Obama's high-profile speech on religion was only one part of his effort to bring evangelicals over to the Democratic party, CNN reports:
Obama's outreach to evangelical voters has also included private summits with pastors, an effort to reach out to young evangelicals and a fundraiser with the Matthew 25 political action committee. It describes itself as a group of moderate evangelicals, Catholics and Protestants committed to electing the Illinois Democrat president.
Matthew 25's name is inspired by a biblical passage, in the 25th chapter of the Gospel of Matthew, in which Jesus says, "For I was hungry and you gave me food, I was thirsty and you gave me drink." The name is meant to signal the group's focus on social justice concerns about hot-button cultural issues.
Brian McLaren, a former pastor who spent 24 years in the pulpit and is now an informal adviser to the Obama campaign, believes that a significant portion of evangelical voters are ready to break from their traditional home in the the Republican Party and take a new leap of faith with Obama.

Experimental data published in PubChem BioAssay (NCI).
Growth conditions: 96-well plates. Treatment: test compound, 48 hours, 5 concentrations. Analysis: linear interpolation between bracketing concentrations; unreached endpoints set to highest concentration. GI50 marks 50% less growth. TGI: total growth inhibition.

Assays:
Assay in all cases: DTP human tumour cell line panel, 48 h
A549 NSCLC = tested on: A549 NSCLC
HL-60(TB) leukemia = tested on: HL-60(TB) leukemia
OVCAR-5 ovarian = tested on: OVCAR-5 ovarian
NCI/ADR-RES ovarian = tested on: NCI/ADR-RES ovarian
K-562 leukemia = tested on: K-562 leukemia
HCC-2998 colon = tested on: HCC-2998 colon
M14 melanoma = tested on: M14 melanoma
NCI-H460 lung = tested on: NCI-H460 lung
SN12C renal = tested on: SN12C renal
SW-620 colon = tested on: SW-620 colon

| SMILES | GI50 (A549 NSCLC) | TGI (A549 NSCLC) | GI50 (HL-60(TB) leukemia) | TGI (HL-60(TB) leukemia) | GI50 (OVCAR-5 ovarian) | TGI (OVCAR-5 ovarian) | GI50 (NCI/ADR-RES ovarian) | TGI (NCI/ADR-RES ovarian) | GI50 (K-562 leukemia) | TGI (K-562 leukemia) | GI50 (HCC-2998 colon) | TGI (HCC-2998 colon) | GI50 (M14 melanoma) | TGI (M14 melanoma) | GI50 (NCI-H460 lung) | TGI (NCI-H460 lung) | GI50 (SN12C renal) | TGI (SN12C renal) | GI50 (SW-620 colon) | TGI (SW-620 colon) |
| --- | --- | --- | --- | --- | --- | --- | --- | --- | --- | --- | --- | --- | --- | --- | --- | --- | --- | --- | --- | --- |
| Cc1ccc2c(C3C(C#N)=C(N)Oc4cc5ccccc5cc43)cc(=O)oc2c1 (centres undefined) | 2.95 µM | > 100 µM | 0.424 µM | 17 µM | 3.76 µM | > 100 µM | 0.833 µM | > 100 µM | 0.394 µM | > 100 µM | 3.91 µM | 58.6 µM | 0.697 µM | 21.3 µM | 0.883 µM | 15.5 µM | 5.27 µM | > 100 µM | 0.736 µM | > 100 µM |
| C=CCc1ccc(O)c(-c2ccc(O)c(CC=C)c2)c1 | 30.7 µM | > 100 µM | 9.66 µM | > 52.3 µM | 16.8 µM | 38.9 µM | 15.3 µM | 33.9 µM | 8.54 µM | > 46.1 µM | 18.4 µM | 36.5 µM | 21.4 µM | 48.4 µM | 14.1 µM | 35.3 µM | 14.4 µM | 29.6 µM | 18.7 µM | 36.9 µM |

"I think there's a very, very sizable percentage -- I think between a third and half -- of evangelicals, especially younger [evangelicals], who are very open to somebody with a new vision," McLaren said.
Even though McCain is less popular with evangelicals than Bush was, Obama has a lot of work to do:
Recent polling suggests, however, that a majority of white evangelical voters are still backing Sen. John McCain, though enthusiasm for the presumptive Republican presidential nominee among evangelicals is less than what it was for President Bush in 2004.
To that end, Matthew 25 is running online ads endorsing Obama:
Read more about Matthew 25 here.